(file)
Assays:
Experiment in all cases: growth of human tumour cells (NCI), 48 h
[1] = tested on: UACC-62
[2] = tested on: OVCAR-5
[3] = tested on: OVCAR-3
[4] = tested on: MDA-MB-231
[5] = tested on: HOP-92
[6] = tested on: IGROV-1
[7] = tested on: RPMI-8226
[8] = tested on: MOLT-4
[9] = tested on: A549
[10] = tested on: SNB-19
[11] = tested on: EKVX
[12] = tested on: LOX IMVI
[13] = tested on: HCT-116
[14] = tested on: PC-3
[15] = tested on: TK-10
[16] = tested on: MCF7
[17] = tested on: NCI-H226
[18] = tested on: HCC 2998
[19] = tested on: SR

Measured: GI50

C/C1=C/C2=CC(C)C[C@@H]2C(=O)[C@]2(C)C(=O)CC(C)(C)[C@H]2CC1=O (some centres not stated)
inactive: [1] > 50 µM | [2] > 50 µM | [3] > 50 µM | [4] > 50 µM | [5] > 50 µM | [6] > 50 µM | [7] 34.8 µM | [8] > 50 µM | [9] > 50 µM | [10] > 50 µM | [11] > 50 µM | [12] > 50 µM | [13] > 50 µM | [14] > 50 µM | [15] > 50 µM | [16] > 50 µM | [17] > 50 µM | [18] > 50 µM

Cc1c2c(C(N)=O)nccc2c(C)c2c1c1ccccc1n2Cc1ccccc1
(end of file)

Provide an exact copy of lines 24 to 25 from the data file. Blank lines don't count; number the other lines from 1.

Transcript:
inactive: [1] > 50 µM | [2] > 50 µM | [3] > 50 µM | [4] > 50 µM | [5] > 50 µM | [6] > 50 µM | [7] 34.8 µM | [8] > 50 µM | [9] > 50 µM | [10] > 50 µM | [11] > 50 µM | [12] > 50 µM | [13] > 50 µM | [14] > 50 µM | [15] > 50 µM | [16] > 50 µM | [17] > 50 µM | [18] > 50 µM

Cc1c2c(C(N)=O)nccc2c(C)c2c1c1ccccc1n2Cc1ccccc1